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The **OFFICIAL** DENON AVR-4520CI thread - Page 30

post #871 of 7712
Quote:
Originally Posted by Tobal View Post

Hi and thx again for the tips. I was away thats why I couldnt write sooner.
I did use toslink and I got the sound from the TV so thanks smile.gif
I was expecting to have the sound by using only Hdmi but apparently I was wrong wink.gif
Thats not good that via airplay you can play only audio not video frown.gif hope they can add videoes to airplay streaming to denon aswell.
All now working well with my Denon 4520 and I love the sound and picture quality smile.gif
I am trying to use the denon remote controll to control my Tv and ps3 and Cbl. Sofar only the Tv has been with success.
I am ordering an Oppo very soon. Which model you guys think I should choose from Oppo BDP-103 and 105? And how should I connect it to Denon in order to get the best quality?

 

Glad that the Toslink solved the audio issue!  As far as Airplay being audio only, that is just the way it is.  I believe I mentioned earlier, Apple TV is a reasonanbly-priced option you might want to consider.

 

The Oppo 105 has the enhanced analog audio, I believe.  To take full advantage of this superior audio interface, one of your connections would need to be analog stereo, with no analog-to-digital conversion in the signal path, i.e. no Audyssey room correction, no bass management, etc.  If you value playing music in stereo with a good set of speakers set to "Large", then the 105 may be worth the price difference for you.

 

Having said that, my BDP-93 playing through the HDMI connection, using full Audyssey room correction, DEQ, etc. sounds superb.  For me, the enhanced audio curcuitry of the BDP-95 (and now the 105) was not a good value.

post #872 of 7712
Hello I'm the proud owner of the denon avr2311 I was wondering thatis it worth upgrading to this 4520 or 3313 I've had my system for nearly 2 years now. I'm currently using the b&w mt30 series on it (previous model) so it is the 2004 onwards looks. Please let me know would appreciate the help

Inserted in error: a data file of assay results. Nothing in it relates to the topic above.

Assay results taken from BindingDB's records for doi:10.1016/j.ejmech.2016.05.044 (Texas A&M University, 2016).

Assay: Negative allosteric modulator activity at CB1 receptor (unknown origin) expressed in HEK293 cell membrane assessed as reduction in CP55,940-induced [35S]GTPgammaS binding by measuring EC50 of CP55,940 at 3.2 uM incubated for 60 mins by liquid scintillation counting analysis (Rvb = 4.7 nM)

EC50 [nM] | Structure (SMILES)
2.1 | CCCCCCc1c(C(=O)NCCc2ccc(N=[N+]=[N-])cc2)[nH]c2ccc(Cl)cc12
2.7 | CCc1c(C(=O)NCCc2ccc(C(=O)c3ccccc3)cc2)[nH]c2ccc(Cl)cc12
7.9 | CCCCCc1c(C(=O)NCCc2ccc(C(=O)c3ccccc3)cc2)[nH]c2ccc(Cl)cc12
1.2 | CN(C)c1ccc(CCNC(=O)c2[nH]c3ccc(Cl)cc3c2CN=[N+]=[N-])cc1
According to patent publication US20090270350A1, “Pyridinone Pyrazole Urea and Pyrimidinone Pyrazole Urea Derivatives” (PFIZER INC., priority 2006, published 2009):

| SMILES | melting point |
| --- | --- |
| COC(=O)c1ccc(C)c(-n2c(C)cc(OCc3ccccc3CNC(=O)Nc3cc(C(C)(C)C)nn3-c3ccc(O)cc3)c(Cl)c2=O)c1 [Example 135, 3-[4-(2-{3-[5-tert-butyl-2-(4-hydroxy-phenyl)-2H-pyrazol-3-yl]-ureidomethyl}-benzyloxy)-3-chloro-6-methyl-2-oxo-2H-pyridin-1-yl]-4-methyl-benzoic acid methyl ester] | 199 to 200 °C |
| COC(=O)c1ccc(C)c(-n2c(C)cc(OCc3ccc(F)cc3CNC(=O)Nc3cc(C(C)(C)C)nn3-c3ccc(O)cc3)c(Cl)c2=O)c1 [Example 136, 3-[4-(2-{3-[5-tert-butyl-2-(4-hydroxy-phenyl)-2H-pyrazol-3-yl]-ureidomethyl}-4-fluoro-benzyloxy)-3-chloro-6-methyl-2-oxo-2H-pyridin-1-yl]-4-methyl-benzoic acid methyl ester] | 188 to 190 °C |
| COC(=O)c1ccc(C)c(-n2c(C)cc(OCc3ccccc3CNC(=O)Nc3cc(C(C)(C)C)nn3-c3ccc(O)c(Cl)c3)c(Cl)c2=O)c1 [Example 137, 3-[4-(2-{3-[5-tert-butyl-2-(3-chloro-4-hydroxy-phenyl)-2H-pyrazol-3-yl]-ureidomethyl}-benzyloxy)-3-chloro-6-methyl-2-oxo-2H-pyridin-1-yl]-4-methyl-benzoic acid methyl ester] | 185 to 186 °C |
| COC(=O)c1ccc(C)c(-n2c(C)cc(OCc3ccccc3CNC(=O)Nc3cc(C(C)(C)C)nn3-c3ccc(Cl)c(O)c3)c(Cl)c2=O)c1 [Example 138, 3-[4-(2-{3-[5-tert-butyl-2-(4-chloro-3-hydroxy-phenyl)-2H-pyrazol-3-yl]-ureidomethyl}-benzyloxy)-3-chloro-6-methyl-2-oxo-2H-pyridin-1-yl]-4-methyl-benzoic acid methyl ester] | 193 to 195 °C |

Thank you people smile.gif
post #873 of 7712
The 3313CI would get you an upgrade in new features, while the 4520CI (at considerably higher expense) will get you better audio fidelity and new features.
post #874 of 7712
Quote:
Originally Posted by jdsmoothie View Post

The 3313CI would get you an upgrade in new features, while the 4520CI (at considerably higher expense) will get you better audio fidelity and new features.

Thanks for quickly reply mate smile.gif don't mind about the money I just want something future proof and worth it I paid £400 for my 2311 as it was on sale what's better for my system I also going to upgrade my denon dbt-1611 to the dbt-3313 is it worth it

Thanks smile.gif
post #875 of 7712
Haven't seen any feedback on it, but it currently is the only BDP that can use the new Denon Link HD connection on either the AVR-3313CI or the 4520CI.
post #876 of 7712
Quote:
Originally Posted by jdsmoothie View Post

Haven't seen any feedback on it, but it currently is the only BDP that can use the new Denon Link HD connection on either the AVR-3313CI or the 4520CI.


All in all do you think I should upgrade from 2311 to 4520? I'm a bit confused and baffled on what to do as I really want to upgrade but if I don't need to there no point

Thanks
post #877 of 7712
How you spend your money is your chose ... only you can decide. A good rule of thumb is that the AVR should cost about 1/2 of your total 5.1 speaker/sub setup. You would be better served (at much reduced cost) to try to get a hold of a 4311 on clearance as it also uses the same more advanced Audyssey Mult EQ XT32 as does the 4520.
post #878 of 7712
Oh okay no problem what system do you have. Would you think it's and ideal upgrade to the 4520

Thanks
post #879 of 7712
Again, either the 4311 or the 4520 would be a more noticeable upgrade to the 2311. The 3313 would provide some improvement in audio quality as it upgrades to the MultEQ XT (forgot that the 2311 only has MultEQ), as is the more budget friendly, cost effective purchase.
post #880 of 7712
Quote:
Originally Posted by jdsmoothie View Post